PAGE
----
This video produced by researchers at Bauhaus-Universität Weimar demonstrates the effect on the air surrounding a person when they cough. Starting clockwise at top left, it shows as a baseline the air flow during normal breathing, then while coughing unrestricted, while coughing into the hand, while coughing into the elbow, while coughing into a dust mask, and finally while coughing into a surgical mask.
The contrast in how air is moved between coughing unrestricted and coughing with a surgical mask is dramatic; the former travels forward explosively like a cannon while the latter combusts upwards more like a puff of smoke. Yet it’s still shocking—though I suppose it shouldn’t be—how much the surgical mask does not suppress. The university has more on how they were able to capture this visualization at uni-weimar.de.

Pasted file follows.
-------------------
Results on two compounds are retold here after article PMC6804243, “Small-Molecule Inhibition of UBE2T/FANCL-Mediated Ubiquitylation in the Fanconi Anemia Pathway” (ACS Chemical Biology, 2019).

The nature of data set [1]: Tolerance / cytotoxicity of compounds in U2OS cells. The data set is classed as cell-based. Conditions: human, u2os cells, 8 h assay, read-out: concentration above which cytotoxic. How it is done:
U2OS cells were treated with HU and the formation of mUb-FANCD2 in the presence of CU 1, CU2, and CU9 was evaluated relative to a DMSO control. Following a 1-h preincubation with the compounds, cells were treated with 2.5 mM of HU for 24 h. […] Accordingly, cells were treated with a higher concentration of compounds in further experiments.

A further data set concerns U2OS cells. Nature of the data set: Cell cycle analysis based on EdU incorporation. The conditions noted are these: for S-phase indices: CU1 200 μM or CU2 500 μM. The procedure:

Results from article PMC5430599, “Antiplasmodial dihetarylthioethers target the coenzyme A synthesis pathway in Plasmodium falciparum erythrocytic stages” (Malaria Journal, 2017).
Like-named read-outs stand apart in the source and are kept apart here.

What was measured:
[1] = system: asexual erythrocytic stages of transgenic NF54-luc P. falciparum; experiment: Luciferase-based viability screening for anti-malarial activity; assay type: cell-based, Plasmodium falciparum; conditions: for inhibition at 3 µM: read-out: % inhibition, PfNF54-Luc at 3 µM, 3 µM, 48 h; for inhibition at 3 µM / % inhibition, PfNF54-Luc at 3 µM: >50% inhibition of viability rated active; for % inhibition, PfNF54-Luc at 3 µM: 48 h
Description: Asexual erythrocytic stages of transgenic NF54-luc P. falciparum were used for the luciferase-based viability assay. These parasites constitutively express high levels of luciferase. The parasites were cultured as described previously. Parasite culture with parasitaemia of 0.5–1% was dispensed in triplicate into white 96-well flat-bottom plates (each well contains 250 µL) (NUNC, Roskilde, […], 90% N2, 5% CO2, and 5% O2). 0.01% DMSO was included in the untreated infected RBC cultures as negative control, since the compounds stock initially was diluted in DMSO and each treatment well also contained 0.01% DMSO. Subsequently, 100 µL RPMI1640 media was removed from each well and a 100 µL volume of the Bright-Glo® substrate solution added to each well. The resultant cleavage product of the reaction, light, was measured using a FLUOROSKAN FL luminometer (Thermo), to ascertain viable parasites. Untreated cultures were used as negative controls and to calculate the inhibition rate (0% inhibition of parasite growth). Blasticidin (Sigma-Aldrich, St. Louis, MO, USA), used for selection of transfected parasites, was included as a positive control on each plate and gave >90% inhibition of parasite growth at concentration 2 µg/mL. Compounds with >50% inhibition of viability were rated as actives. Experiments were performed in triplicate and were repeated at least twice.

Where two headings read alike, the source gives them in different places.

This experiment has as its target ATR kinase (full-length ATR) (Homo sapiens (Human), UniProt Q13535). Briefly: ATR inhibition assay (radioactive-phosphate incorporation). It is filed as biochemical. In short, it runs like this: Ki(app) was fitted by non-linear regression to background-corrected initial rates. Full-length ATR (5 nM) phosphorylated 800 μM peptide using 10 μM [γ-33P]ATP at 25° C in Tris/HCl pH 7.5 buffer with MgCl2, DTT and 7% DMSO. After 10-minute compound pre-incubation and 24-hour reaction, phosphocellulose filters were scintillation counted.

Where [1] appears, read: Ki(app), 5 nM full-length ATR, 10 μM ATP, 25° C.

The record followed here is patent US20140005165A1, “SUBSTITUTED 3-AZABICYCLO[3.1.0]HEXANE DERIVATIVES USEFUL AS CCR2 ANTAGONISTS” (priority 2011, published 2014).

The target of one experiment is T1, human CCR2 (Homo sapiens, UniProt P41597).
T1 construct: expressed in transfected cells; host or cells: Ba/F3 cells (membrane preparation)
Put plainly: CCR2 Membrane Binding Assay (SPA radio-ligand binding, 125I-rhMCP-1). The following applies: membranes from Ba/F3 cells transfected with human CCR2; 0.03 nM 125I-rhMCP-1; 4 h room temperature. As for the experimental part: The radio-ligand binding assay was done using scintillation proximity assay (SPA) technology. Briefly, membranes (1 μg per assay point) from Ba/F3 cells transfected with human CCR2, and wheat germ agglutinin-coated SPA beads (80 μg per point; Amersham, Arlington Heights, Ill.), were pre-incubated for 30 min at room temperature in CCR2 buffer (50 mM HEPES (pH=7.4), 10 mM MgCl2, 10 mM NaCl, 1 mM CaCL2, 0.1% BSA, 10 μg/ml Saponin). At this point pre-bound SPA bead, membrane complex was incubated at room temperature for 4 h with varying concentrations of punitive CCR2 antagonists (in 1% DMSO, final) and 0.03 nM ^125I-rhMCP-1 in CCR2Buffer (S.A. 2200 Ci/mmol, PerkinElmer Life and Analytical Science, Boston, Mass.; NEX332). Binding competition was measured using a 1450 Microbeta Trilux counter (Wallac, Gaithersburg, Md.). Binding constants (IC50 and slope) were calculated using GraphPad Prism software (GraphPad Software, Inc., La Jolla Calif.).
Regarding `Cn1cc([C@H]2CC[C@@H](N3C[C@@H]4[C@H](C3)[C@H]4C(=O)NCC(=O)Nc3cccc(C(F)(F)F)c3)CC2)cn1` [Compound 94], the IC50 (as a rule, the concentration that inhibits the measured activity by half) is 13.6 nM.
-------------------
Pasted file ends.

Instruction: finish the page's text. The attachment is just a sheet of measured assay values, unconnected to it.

Below is a similar visualization from Dr. Lydia Bourouiba at M.I.T. that shows, at 2,000 frames per second, how the micro-droplets of an unrestricted sneeze travel directly in front of a person in a “turbulent gas cloud.” The visual clarity here is even more striking and, though sneezing is not as closely associated with COVID-19 as coughing, still horrifying. The video shows how micro-droplets can continue to spread well beyond the six-foot safety zone we’ve all become acutely aware of in recent weeks. In an accompanying article, Dr. Bourouiba writes:
Peak exhalation speeds can reach up to 33 to 100 feet per second (10-30 m/s), creating a cloud that can span approximately 23 to 27 feet (7-8 m).
It’s worth noting that so much is still not known about COVID-19 so it’s probably not wise to draw conclusions exclusively from these videos about how the coronavirus spreads. Still, if nothing else, these visualizations underscore the importance of social distancing and the value of wearing masks in public.